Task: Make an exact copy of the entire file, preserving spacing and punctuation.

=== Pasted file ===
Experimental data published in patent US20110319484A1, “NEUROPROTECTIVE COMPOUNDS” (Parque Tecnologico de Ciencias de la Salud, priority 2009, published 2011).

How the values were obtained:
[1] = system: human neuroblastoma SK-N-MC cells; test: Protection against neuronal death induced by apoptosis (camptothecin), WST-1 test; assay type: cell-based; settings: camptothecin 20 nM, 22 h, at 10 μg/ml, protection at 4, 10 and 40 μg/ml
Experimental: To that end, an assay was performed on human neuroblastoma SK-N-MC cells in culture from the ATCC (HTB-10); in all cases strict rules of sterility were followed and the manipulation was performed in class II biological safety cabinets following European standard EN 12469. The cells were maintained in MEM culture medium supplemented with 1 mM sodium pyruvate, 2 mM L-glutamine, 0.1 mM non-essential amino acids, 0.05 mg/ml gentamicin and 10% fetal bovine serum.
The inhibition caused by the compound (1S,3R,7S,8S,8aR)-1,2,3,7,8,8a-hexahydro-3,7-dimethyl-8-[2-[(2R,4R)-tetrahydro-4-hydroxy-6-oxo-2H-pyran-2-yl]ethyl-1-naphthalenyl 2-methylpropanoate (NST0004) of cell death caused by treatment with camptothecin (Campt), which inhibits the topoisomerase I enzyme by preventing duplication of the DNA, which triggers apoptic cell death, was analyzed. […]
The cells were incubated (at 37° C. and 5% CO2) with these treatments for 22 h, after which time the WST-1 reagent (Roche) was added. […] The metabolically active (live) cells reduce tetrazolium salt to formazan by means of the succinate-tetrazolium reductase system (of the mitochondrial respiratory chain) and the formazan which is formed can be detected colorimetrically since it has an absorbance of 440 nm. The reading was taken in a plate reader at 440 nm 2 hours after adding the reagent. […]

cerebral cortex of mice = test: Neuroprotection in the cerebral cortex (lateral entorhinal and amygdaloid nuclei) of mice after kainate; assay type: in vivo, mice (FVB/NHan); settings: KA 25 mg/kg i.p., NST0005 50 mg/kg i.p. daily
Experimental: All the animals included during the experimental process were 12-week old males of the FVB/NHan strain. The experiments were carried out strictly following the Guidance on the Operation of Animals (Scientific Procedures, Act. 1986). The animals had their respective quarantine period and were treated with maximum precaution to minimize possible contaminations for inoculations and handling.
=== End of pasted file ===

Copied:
Experimental data published in patent US20110319484A1, “NEUROPROTECTIVE COMPOUNDS” (Parque Tecnologico de Ciencias de la Salud, priority 2009, published 2011).

How the values were obtained:
[1] = system: human neuroblastoma SK-N-MC cells; test: Protection against neuronal death induced by apoptosis (camptothecin), WST-1 test; assay type: cell-based; settings: camptothecin 20 nM, 22 h, at 10 μg/ml, protection at 4, 10 and 40 μg/ml
Experimental: To that end, an assay was performed on human neuroblastoma SK-N-MC cells in culture from the ATCC (HTB-10); in all cases strict rules of sterility were followed and the manipulation was performed in class II biological safety cabinets following European standard EN 12469. The cells were maintained in MEM culture medium supplemented with 1 mM sodium pyruvate, 2 mM L-glutamine, 0.1 mM non-essential amino acids, 0.05 mg/ml gentamicin and 10% fetal bovine serum.
The inhibition caused by the compound (1S,3R,7S,8S,8aR)-1,2,3,7,8,8a-hexahydro-3,7-dimethyl-8-[2-[(2R,4R)-tetrahydro-4-hydroxy-6-oxo-2H-pyran-2-yl]ethyl-1-naphthalenyl 2-methylpropanoate (NST0004) of cell death caused by treatment with camptothecin (Campt), which inhibits the topoisomerase I enzyme by preventing duplication of the DNA, which triggers apoptic cell death, was analyzed. […]
The cells were incubated (at 37° C. and 5% CO2) with these treatments for 22 h, after which time the WST-1 reagent (Roche) was added. […] The metabolically active (live) cells reduce tetrazolium salt to formazan by means of the succinate-tetrazolium reductase system (of the mitochondrial respiratory chain) and the formazan which is formed can be detected colorimetrically since it has an absorbance of 440 nm. The reading was taken in a plate reader at 440 nm 2 hours after adding the reagent. […]

cerebral cortex of mice = test: Neuroprotection in the cerebral cortex (lateral entorhinal and amygdaloid nuclei) of mice after kainate; assay type: in vivo, mice (FVB/NHan); settings: KA 25 mg/kg i.p., NST0005 50 mg/kg i.p. daily
Experimental: All the animals included during the experimental process were 12-week old males of the FVB/NHan strain. The experiments were carried out strictly following the Guidance on the Operation of Animals (Scientific Procedures, Act. 1986). The animals had their respective quarantine period and were treated with maximum precaution to minimize possible contaminations for inoculations and handling.